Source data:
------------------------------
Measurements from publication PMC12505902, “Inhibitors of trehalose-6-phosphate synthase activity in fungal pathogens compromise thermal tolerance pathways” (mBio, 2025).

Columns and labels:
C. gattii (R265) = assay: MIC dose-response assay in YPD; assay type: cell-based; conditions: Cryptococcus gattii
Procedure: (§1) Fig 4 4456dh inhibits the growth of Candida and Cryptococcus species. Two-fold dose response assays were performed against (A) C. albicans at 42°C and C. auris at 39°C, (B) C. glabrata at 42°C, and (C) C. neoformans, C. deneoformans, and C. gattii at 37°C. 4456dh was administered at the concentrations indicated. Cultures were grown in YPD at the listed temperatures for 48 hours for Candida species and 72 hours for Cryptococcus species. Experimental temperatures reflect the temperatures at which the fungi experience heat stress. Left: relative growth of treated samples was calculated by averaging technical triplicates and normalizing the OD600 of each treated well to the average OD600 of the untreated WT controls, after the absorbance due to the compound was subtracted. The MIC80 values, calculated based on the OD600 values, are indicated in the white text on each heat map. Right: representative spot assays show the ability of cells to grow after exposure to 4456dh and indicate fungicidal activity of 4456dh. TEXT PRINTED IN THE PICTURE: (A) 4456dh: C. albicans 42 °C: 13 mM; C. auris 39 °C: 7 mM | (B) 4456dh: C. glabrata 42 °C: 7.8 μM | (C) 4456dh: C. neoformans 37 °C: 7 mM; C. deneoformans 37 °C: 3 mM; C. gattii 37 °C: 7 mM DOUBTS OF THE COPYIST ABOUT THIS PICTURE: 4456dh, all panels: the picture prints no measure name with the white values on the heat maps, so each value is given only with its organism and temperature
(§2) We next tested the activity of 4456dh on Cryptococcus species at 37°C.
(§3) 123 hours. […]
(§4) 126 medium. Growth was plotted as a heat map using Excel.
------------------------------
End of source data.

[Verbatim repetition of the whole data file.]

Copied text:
Measurements from publication PMC12505902, “Inhibitors of trehalose-6-phosphate synthase activity in fungal pathogens compromise thermal tolerance pathways” (mBio, 2025).

Columns and labels:
C. gattii (R265) = assay: MIC dose-response assay in YPD; assay type: cell-based; conditions: Cryptococcus gattii
Procedure: (§1) Fig 4 4456dh inhibits the growth of Candida and Cryptococcus species. Two-fold dose response assays were performed against (A) C. albicans at 42°C and C. auris at 39°C, (B) C. glabrata at 42°C, and (C) C. neoformans, C. deneoformans, and C. gattii at 37°C. 4456dh was administered at the concentrations indicated. Cultures were grown in YPD at the listed temperatures for 48 hours for Candida species and 72 hours for Cryptococcus species. Experimental temperatures reflect the temperatures at which the fungi experience heat stress. Left: relative growth of treated samples was calculated by averaging technical triplicates and normalizing the OD600 of each treated well to the average OD600 of the untreated WT controls, after the absorbance due to the compound was subtracted. The MIC80 values, calculated based on the OD600 values, are indicated in the white text on each heat map. Right: representative spot assays show the ability of cells to grow after exposure to 4456dh and indicate fungicidal activity of 4456dh. TEXT PRINTED IN THE PICTURE: (A) 4456dh: C. albicans 42 °C: 13 mM; C. auris 39 °C: 7 mM | (B) 4456dh: C. glabrata 42 °C: 7.8 μM | (C) 4456dh: C. neoformans 37 °C: 7 mM; C. deneoformans 37 °C: 3 mM; C. gattii 37 °C: 7 mM DOUBTS OF THE COPYIST ABOUT THIS PICTURE: 4456dh, all panels: the picture prints no measure name with the white values on the heat maps, so each value is given only with its organism and temperature
(§2) We next tested the activity of 4456dh on Cryptococcus species at 37°C.
(§3) 123 hours. […]
(§4) 126 medium. Growth was plotted as a heat map using Excel.